Six Bits of Advice for Men Staring at Divorce

There are many deep and dark torture chambers of the soul that I have not experienced. But I have been swallowed alive by the pit of divorce, twice. Its rotten odor, its razor edges, its oxygen-deprived atmosphere—I know it. If you could see my bones, you’d spy teeth marks where the monster sank its fangs in me. Far too many of you bear those same inner scars.

We also know that divorce is a haunt where getting lost, and staying lost, is far more common than following the bread crumbs back home. We make more wrong turns than right. It might help, at least a little, to hold up six little candles to illumine the path. That’s what I offer here, especially for men. Nothing profound. Nothing life-changing. Just a little light to throw into the darkness. If one of these helps just one person, then thanks be to God.

Here are six bits of advice for men staring at divorce:

1.     Take away the fat lady’s key. We’ve all heard the expression, "It ain’t over till the fat lady sings.’’ Well then, bar her entrance to the opera house. Steal her key. She might find an unlocked back door or open window eventually, but put it off as long as possible. In other words, don’t rush anything. Fight like hell for your marriage until the judge tells you it’s all over. Things happen. People are funny creatures; they change their minds sometimes. Whatever happens, act now in such a way that, should the divorce go through, you can look back and say, "I gave as near to 100% as I could to save my marriage.’’ Take away the fat lady’s key.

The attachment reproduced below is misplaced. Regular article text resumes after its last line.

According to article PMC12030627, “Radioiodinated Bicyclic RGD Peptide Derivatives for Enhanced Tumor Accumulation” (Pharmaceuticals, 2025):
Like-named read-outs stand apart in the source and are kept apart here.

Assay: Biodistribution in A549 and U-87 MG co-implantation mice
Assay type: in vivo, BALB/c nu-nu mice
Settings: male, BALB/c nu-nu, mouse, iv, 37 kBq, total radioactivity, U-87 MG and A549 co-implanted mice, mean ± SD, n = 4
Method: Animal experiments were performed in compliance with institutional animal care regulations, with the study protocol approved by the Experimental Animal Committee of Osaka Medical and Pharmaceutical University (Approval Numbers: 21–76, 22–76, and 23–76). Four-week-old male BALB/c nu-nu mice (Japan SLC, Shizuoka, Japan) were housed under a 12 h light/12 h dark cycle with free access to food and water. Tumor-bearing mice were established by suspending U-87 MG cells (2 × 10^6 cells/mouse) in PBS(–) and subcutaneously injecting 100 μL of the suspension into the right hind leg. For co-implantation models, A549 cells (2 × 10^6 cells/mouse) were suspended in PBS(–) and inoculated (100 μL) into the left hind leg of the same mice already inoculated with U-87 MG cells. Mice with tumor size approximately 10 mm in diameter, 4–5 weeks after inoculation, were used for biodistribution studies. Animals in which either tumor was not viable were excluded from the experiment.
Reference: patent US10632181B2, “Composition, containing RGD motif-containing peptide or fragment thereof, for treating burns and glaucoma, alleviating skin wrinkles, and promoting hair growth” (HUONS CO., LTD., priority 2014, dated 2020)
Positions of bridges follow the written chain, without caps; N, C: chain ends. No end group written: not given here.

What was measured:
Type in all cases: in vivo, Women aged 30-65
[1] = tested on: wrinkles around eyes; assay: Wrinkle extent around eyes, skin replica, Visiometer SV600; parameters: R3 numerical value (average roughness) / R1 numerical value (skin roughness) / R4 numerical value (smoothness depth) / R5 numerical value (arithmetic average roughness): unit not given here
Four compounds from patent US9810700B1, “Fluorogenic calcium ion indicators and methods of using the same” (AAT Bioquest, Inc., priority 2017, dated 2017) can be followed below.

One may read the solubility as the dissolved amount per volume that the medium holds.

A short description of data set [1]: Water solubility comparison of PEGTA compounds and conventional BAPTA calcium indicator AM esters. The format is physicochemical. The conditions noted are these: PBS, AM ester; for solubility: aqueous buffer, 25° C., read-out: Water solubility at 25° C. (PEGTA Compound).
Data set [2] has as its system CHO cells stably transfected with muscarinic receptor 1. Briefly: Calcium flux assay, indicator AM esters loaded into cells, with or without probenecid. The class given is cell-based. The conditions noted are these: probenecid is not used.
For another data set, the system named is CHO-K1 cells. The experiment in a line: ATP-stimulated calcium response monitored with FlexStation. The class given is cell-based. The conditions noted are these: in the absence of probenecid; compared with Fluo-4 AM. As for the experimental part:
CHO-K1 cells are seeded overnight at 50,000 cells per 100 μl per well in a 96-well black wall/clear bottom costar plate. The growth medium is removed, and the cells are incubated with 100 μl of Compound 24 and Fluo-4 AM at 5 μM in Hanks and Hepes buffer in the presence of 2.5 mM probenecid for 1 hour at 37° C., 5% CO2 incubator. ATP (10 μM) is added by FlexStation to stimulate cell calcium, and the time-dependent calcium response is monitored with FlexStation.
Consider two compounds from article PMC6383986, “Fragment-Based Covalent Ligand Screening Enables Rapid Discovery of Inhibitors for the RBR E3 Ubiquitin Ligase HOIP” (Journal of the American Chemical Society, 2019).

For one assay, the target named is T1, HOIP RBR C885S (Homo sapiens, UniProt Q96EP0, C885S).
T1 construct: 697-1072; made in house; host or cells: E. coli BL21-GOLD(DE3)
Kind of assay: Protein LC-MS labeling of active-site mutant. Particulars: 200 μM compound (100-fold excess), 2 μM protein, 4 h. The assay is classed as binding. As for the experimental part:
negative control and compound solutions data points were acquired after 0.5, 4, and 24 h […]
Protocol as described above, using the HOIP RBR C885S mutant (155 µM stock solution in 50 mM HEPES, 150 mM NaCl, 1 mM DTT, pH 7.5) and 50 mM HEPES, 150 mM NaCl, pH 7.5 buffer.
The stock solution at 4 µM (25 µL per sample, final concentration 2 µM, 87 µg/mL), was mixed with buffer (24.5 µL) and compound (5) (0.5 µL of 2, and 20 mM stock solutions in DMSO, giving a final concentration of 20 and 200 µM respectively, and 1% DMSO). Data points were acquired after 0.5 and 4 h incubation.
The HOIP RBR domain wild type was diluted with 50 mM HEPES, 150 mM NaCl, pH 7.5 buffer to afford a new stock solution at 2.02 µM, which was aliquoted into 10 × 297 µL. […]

2.     Don’t be a human dog. Male dogs mount a female, ejaculate, and move on as if they’ve made the only required contribution to their offspring. Don’t be a human dog. You’re divorcing your wife, not your children. The death of a marriage doesn’t mean you are now less a dad. Nor does it mean you will have to work less at being a dad. Quite the opposite. It means you’ll need to work harder, sacrifice more, put your own selfish interests aside to continue to care for your children. Your contribution didn’t end with sex, nor does it end (or recede) with divorce. Your marriage may be over, but your fatherhood will never end. Don’t be a human dog.

3.     Don’t burn trash in your home. When I was a boy, growing up in the country, we had a couple of barrels out back where we burned our trash. We hauled all the garbage about a 100 yards from the house, dumped it in, poured a little gasoline on it, and threw in a match. Only a fool would have burned trash too close to his house, much less inside it. After the divorce, you’re gonna have lots of trash to deal with: broken dreams, soiled hopes, dirty anger, and rotten grudges. Take all that trash way outside your home to burn it. Don’t pile it in your children’s bedroom and set it afire. Don’t trash-talk your ex around their mother. That’s stupid and juvenile and destructive. It’s unmanly and unfatherly. It’s verbal abuse of your children. It serves no other purpose than to stink up your home and poison the hearts of your children as they breathe it in. Find some buddies, go way out to the country, and unload all the garbage with them. Rant and cuss and vent. Do what you gotta do to get that trash out of your system. Then throw some gasoline on it and strike a match. Just make sure there’s no kids around to smell it. Don’t burn trash in your home.